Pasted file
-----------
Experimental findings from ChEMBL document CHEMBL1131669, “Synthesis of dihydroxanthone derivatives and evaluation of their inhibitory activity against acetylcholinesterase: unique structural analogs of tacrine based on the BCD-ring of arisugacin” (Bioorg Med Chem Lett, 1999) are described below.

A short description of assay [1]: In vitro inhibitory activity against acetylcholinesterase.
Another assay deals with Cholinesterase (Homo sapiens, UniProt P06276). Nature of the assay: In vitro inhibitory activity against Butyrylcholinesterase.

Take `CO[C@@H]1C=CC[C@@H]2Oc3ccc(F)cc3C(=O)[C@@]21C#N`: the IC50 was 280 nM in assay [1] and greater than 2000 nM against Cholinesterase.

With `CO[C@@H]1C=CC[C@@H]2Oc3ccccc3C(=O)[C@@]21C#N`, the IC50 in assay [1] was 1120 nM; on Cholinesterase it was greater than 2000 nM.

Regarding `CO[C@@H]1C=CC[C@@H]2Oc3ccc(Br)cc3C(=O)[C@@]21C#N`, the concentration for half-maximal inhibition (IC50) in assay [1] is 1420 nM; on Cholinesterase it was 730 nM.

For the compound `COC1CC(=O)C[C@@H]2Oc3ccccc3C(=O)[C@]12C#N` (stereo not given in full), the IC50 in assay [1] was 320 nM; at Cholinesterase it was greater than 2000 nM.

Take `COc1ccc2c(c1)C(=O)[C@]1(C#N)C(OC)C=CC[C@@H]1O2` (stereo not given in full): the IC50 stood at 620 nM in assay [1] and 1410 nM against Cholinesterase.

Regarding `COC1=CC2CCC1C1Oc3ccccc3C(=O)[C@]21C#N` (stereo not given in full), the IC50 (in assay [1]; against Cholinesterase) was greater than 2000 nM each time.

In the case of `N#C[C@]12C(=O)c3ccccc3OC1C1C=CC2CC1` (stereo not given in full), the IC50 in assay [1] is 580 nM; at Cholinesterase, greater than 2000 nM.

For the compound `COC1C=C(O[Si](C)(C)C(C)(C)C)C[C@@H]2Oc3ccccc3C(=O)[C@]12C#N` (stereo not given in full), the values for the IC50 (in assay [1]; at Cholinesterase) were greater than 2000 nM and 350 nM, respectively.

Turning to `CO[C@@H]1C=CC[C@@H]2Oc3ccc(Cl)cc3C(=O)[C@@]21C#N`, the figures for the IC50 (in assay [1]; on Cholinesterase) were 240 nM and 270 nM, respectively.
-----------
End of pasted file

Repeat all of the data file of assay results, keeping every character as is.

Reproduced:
Experimental findings from ChEMBL document CHEMBL1131669, “Synthesis of dihydroxanthone derivatives and evaluation of their inhibitory activity against acetylcholinesterase: unique structural analogs of tacrine based on the BCD-ring of arisugacin” (Bioorg Med Chem Lett, 1999) are described below.

A short description of assay [1]: In vitro inhibitory activity against acetylcholinesterase.
Another assay deals with Cholinesterase (Homo sapiens, UniProt P06276). Nature of the assay: In vitro inhibitory activity against Butyrylcholinesterase.

Take `CO[C@@H]1C=CC[C@@H]2Oc3ccc(F)cc3C(=O)[C@@]21C#N`: the IC50 was 280 nM in assay [1] and greater than 2000 nM against Cholinesterase.

With `CO[C@@H]1C=CC[C@@H]2Oc3ccccc3C(=O)[C@@]21C#N`, the IC50 in assay [1] was 1120 nM; on Cholinesterase it was greater than 2000 nM.

Regarding `CO[C@@H]1C=CC[C@@H]2Oc3ccc(Br)cc3C(=O)[C@@]21C#N`, the concentration for half-maximal inhibition (IC50) in assay [1] is 1420 nM; on Cholinesterase it was 730 nM.

For the compound `COC1CC(=O)C[C@@H]2Oc3ccccc3C(=O)[C@]12C#N` (stereo not given in full), the IC50 in assay [1] was 320 nM; at Cholinesterase it was greater than 2000 nM.

Take `COc1ccc2c(c1)C(=O)[C@]1(C#N)C(OC)C=CC[C@@H]1O2` (stereo not given in full): the IC50 stood at 620 nM in assay [1] and 1410 nM against Cholinesterase.

Regarding `COC1=CC2CCC1C1Oc3ccccc3C(=O)[C@]21C#N` (stereo not given in full), the IC50 (in assay [1]; against Cholinesterase) was greater than 2000 nM each time.

In the case of `N#C[C@]12C(=O)c3ccccc3OC1C1C=CC2CC1` (stereo not given in full), the IC50 in assay [1] is 580 nM; at Cholinesterase, greater than 2000 nM.

For the compound `COC1C=C(O[Si](C)(C)C(C)(C)C)C[C@@H]2Oc3ccccc3C(=O)[C@]12C#N` (stereo not given in full), the values for the IC50 (in assay [1]; at Cholinesterase) were greater than 2000 nM and 350 nM, respectively.

Turning to `CO[C@@H]1C=CC[C@@H]2Oc3ccc(Cl)cc3C(=O)[C@@]21C#N`, the figures for the IC50 (in assay [1]; on Cholinesterase) were 240 nM and 270 nM, respectively.